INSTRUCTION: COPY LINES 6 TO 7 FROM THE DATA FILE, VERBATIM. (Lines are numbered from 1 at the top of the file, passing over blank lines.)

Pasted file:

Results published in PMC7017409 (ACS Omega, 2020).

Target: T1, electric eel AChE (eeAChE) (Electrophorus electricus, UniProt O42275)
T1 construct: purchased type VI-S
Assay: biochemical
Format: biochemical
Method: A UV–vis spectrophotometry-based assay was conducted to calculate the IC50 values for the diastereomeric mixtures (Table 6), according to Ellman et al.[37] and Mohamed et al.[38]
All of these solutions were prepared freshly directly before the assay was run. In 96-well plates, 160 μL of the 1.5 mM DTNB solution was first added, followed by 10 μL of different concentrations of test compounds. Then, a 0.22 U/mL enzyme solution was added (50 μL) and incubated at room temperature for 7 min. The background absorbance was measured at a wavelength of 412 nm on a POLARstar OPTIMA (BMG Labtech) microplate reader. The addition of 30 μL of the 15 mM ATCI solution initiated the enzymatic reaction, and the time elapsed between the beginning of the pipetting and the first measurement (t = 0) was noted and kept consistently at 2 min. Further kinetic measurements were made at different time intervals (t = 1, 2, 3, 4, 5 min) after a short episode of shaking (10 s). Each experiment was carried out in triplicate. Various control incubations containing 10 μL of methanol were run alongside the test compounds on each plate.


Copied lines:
Method: A UV–vis spectrophotometry-based assay was conducted to calculate the IC50 values for the diastereomeric mixtures (Table 6), according to Ellman et al.[37] and Mohamed et al.[38]
All of these solutions were prepared freshly directly before the assay was run. In 96-well plates, 160 μL of the 1.5 mM DTNB solution was first added, followed by 10 μL of different concentrations of test compounds. Then, a 0.22 U/mL enzyme solution was added (50 μL) and incubated at room temperature for 7 min. The background absorbance was measured at a wavelength of 412 nm on a POLARstar OPTIMA (BMG Labtech) microplate reader. The addition of 30 μL of the 15 mM ATCI solution initiated the enzymatic reaction, and the time elapsed between the beginning of the pipetting and the first measurement (t = 0) was noted and kept consistently at 2 min. Further kinetic measurements were made at different time intervals (t = 1, 2, 3, 4, 5 min) after a short episode of shaking (10 s). Each experiment was carried out in triplicate. Various control incubations containing 10 μL of methanol were run alongside the test compounds on each plate.